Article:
How would we look at Copernicus’ model today? When a new hypothesis or theory is proposed in science, it must first be checked for consistency with what is already known. Copernicus’ heliocentric idea passes this test, for it allows planetary positions to be calculated at least as well as does the geocentric theory. The next step is to determine which predictions the new hypothesis makes that differ from those of competing ideas. In the case of Copernicus, one example is the prediction that, if Venus circles the Sun, the planet should go through the full range of phases just as the Moon does, whereas if it circles Earth, it should not (Figure 2.18). Also, we should not be able to see the full phase of Venus from Earth because the Sun would then be between Venus and Earth. But in those days, before the telescope, no one imagined testing these predictions.


Figure 2.18 Phases of Venus. As Venus moves around the Sun, we see changing illumination of its surface, just as we see the face of the Moon illuminated differently in the course of a month.


Galileo and the Beginning of Modern Science
Many of the modern scientific concepts of observation, experimentation, and the testing of hypotheses through careful quantitative measurements were pioneered by a man who lived nearly a century after Copernicus. Galileo Galilei (Figure 2.19), a contemporary of Shakespeare, was born in Pisa. Like Copernicus, he began training for a medical career, but he had little interest in the subject and later switched to mathematics. He held faculty positions at the University of Pisa and the University of Padua, and eventually became mathematician to the Grand Duke of Tuscany in Florence.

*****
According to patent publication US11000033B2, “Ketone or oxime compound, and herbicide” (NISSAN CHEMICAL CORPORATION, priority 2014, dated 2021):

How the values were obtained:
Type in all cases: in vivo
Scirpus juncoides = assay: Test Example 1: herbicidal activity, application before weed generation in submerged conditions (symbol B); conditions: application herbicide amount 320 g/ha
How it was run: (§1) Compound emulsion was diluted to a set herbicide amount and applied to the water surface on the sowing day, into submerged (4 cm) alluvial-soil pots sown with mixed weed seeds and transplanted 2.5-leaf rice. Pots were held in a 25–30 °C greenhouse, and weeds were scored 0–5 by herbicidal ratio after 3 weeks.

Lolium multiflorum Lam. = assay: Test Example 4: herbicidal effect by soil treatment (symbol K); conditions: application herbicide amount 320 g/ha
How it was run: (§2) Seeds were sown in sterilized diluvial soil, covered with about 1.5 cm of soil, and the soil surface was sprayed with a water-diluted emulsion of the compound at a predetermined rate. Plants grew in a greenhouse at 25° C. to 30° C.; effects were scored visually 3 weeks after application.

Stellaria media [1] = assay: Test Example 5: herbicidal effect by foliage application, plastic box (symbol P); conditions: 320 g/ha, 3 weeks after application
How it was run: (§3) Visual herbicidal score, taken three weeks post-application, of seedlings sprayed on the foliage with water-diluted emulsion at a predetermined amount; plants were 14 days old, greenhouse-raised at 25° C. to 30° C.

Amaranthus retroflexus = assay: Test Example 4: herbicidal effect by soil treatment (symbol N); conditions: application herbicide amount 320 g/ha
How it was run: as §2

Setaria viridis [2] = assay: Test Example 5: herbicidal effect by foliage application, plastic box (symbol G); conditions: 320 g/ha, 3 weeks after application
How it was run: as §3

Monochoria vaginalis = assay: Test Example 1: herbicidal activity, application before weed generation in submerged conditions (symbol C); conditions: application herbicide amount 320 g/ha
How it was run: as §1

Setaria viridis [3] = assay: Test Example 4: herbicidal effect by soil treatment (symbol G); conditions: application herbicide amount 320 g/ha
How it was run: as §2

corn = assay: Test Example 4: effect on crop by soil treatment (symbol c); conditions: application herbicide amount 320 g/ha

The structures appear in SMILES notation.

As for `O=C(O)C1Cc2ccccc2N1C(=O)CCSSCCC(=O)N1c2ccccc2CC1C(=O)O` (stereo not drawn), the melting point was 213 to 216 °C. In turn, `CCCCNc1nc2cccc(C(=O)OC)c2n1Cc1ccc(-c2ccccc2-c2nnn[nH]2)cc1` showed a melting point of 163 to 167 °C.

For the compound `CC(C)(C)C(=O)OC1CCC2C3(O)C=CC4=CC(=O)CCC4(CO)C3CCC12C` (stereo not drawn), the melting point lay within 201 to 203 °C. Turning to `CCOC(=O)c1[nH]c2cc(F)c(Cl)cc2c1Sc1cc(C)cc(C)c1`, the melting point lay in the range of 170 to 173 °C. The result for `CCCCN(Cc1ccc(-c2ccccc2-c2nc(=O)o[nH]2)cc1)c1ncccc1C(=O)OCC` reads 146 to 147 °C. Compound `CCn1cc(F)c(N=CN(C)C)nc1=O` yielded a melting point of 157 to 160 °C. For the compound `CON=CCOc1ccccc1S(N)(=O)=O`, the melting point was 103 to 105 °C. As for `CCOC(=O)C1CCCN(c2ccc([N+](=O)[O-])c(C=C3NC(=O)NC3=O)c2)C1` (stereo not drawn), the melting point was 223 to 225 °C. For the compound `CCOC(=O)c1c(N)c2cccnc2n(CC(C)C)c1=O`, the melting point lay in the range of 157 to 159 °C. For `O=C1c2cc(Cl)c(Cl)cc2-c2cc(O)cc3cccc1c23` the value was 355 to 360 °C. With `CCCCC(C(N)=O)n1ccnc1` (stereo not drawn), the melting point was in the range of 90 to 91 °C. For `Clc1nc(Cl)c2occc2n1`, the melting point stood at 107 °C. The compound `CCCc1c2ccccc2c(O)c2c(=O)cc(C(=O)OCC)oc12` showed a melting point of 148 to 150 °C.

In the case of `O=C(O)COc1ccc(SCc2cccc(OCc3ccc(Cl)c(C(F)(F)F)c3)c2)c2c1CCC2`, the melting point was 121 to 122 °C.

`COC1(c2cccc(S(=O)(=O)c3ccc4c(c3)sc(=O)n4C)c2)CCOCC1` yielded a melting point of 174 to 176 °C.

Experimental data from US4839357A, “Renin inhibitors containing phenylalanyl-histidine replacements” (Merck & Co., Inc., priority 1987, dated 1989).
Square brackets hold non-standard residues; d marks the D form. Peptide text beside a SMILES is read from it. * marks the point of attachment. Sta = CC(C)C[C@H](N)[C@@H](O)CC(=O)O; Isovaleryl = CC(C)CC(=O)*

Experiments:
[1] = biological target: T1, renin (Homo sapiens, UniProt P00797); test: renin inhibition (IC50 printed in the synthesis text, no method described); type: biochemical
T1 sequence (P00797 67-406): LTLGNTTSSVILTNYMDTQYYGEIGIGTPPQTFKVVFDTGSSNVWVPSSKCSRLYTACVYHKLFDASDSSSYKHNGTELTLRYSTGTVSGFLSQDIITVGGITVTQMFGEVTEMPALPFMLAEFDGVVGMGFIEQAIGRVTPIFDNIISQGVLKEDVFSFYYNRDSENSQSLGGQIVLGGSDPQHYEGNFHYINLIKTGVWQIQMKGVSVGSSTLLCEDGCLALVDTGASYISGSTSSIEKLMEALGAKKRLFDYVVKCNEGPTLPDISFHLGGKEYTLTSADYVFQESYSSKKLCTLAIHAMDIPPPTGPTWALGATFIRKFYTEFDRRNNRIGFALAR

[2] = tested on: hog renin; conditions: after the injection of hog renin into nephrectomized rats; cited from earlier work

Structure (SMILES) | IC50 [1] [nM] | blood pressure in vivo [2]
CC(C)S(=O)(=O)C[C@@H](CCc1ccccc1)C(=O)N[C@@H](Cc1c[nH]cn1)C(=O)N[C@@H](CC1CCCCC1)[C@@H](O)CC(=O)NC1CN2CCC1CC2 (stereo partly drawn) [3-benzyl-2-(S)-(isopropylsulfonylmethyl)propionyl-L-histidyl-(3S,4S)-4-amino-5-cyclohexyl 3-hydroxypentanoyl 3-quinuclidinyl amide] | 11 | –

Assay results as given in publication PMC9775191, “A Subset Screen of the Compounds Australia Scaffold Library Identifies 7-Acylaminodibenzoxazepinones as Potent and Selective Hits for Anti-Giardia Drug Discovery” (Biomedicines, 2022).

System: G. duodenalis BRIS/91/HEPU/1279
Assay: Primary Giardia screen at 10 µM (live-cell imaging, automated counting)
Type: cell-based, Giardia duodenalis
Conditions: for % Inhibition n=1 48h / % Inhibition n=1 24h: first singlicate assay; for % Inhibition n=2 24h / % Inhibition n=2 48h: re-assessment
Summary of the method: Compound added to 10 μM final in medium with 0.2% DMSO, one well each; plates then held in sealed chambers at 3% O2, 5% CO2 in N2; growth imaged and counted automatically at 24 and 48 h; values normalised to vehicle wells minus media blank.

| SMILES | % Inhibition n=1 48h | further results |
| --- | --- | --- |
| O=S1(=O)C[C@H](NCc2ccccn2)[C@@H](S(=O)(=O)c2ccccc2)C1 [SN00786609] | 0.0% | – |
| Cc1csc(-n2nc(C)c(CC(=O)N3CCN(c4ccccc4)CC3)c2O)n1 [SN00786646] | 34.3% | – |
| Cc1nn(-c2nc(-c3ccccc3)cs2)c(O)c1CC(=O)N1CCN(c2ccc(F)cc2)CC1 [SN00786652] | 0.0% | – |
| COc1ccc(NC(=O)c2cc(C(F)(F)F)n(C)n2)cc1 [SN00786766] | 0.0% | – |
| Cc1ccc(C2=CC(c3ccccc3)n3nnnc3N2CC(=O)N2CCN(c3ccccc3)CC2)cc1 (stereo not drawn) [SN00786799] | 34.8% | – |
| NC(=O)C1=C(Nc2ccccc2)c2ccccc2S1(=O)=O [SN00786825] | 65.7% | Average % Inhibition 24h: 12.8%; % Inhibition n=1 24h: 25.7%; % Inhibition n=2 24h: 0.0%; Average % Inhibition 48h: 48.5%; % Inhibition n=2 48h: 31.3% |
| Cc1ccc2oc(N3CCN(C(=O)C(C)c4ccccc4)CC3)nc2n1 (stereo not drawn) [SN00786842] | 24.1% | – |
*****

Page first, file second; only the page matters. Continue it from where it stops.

Galileo’s greatest contributions were in the field of mechanics, the study of motion and the actions of forces on bodies. It was familiar to all persons then, as it is to us now, that if something is at rest, it tends to remain at rest and requires some outside influence to start it in motion. Rest was thus generally regarded as the natural state of matter. Galileo showed, however, that rest is no more natural than motion.

If an object is slid along a rough horizontal floor, it soon comes to rest because friction between it and the floor acts as a retarding force. However, if the floor and the object are both highly polished, the object, given the same initial speed, will slide farther before stopping. On a smooth layer of ice, it will slide farther still. Galileo reasoned that if all resisting effects could be removed, the object would continue in a steady state of motion indefinitely. He argued that a force is required not only to start an object moving from rest but also to slow down, stop, speed up, or change the direction of a moving object. You will appreciate this if you have ever tried to stop a rolling car by leaning against it, or a moving boat by tugging on a line.

Galileo also studied the way objects accelerate—change their speed or direction of motion. Galileo watched objects as they fell freely or rolled down a ramp. He found that such objects accelerate uniformly; that is, in equal intervals of time they gain equal increments in speed. Galileo formulated these newly found laws in precise mathematical terms that enabled future experimenters to predict how far and how fast objects would move in various lengths of time.